Assistance programs help employees navigate change

Stefany Busch

Job-related stress is the leading workplace health problem, according to the Centers for Disease Control and Prevention. Productivity losses from absenteeism related to stress cost employers $225.8 billion — $1,685 per employee — each year.

The COVID-19 pandemic continues to improve in Mesa County, with daily case averages dropping to the 20s and teens. Mesa County Public Health continues to pair down its pandemic response. We’re once again navigating changes in the pandemic that affect both our work and personal lives. Change can often trigger stress, but you don’t have to go at it alone.There’s no denying COVID-19 has affected every workplace in the United States. 

Employers looking for ways to better support and engage employees have turned to Employee Assistance Programs (EAP). Employees of many medium to large organizations have access to counseling through EAP benefits.

EAPs originated in the early 1960s as a way for employers to help workers with alcoholism and other substance abuse problems. Since then, EAPs have evolved to provide support for a wide variety of issues affecting employees — from mental health challenges to financial planning and legal assistance to life coaching.

Services are usually free to employees and their immediate family, yet fewer than 10 percent of employees in North America use EAP benefits, according to Chestnut Global Partners, an international behavioral health organization. 

This means many workers miss out on support and services that would otherwise be costly to them. It’s also important, however, for employers to recognize the effects this has on workplace culture and the bottom line.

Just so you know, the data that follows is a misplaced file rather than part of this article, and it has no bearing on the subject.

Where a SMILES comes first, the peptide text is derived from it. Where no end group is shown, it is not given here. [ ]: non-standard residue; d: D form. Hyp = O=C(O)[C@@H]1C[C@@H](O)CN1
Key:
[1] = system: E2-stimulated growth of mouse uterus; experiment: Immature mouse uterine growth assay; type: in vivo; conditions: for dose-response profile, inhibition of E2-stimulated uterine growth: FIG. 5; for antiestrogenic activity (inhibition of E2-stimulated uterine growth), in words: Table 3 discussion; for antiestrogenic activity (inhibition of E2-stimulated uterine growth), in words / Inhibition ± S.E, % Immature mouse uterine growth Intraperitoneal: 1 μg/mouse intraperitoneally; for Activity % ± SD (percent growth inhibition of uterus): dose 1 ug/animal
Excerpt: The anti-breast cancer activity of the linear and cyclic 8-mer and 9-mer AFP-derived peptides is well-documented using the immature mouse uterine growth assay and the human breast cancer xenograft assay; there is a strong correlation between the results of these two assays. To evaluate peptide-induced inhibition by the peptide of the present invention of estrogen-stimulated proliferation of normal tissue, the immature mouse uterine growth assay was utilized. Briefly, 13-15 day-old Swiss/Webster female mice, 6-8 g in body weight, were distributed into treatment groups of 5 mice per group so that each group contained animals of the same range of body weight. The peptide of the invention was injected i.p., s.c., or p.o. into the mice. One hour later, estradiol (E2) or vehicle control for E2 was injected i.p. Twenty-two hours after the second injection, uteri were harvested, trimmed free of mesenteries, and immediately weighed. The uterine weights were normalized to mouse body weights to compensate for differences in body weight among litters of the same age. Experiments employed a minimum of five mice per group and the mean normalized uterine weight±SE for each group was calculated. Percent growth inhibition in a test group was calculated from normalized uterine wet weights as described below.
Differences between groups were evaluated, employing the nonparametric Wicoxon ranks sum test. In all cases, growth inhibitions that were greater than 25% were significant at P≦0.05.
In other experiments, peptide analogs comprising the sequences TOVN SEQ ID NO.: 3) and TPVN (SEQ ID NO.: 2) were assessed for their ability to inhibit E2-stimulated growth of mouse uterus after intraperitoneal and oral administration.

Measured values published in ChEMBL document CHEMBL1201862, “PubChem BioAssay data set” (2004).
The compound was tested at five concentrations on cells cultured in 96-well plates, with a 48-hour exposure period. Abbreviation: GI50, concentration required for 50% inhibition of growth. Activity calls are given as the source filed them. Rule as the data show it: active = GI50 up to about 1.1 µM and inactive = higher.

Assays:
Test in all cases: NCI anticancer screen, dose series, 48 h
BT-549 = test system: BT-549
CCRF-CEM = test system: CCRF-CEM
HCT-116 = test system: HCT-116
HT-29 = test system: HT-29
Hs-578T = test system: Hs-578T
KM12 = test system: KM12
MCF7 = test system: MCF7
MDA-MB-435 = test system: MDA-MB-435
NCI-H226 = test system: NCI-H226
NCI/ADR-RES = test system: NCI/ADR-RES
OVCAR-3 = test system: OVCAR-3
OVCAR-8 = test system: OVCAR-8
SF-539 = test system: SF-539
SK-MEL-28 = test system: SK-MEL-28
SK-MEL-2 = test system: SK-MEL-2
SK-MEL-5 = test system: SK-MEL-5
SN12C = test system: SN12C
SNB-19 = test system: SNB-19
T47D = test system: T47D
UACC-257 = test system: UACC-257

About one in five Americans lives with a mental illness, according to the National Institute of Mental Health. This translates to absenteeism, “presenteeism” (physically present but mentally distracted), higher rates of alcohol and substance abuse and lost productivity among workers.

Here in Colorado, poor mental health takes an especially large toll. Mental Health America, a century old national mental health advocacy organization, ranks Colorado 45th out of the 50 states and District of Columbia for the prevalence of mental health and substance abuse issues. Higher rankings indicate lower prevalence.

Employees must understand the same confidentiality rules that apply to other medical and behavioral health providers also apply to most EAP services. There are some confidentiality exceptions — when someone poses a danger to themselves or others, when child abuse has occurred or records are subpoenaed. But even then, employers are generally kept out of the loop.

Employers have much to gain from offering an EAP and promoting it’s use in the workplace. Along with improved mental health, the availability and use of an EAP also is associated with fewer work-related accidents and employee grievances as well as a lower rate of employee turnover.